That the odds of a House election seem high in 1980 is not just a function of Anderson's strong showing in the polls; those odds will remain high and grow higher as the political gaps left by our major parties continue to widen. But before we rush to dismantle the present system, it would be wise to review the history that has brought us here. Like an impeachment, an election in the House is a tempting source of terror-mongering because it seems so alien: 155 years have passed since the House last chose a President in 1825, 179 years since the election of 1800 was decided on the thirty-sixth ballot by the House of Representatives. But that is not so long ago in a constitutional lifetime, and it is by borrowing the time-view of our most enduring political document that we can absorb the lessons of its experience. That experience teaches that our fears may be more a product of reflex than reflection, and that the system itself did not cause the crises linked with earlier deadlocks or near-misses. Each such crisis resulted from a fractured political consensus which the electoral system simply mirrored. Nor does history show that our forefathers have forsaken us by leaving behind what anyone would regard as an unworkable way to select a leader: no one disagreed or was distressed when George Mason predicted to the Constitutional Convention in 1787 that nineteen out of twenty elections would be decided by the House. And there is nothing unique about a President without a majoritarian mandate; nearly half our Presidents have lacked a popular vote majority.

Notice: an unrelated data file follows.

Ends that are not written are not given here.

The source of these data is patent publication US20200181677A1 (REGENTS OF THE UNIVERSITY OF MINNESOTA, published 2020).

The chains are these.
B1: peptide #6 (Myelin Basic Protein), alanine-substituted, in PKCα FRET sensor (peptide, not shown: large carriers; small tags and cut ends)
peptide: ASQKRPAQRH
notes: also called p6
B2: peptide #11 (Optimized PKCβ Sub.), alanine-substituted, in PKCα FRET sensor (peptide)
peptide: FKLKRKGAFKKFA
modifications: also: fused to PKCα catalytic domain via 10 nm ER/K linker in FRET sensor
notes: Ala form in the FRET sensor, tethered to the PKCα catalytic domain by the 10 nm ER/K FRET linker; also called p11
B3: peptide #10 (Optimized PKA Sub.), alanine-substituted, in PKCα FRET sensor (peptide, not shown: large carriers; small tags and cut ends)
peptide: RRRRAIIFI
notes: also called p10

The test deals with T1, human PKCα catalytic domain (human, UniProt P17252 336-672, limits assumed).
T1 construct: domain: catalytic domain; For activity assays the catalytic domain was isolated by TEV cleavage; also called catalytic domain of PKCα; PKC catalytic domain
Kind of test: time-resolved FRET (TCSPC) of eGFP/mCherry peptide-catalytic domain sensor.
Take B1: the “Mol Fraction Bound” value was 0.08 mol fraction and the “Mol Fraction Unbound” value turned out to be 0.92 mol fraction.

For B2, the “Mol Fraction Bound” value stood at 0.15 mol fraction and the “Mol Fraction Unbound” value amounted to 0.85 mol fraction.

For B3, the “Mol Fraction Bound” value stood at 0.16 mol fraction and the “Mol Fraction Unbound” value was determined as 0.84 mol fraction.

The Electoral College, dominated by the large states, converts popular pluralities and even minorities into clear victories. The House and Senate have the same function one step removed: through a voting mechanism dominated by the small states, they turn electoral pluralities and even minorities into Presidents and Vice Presidents.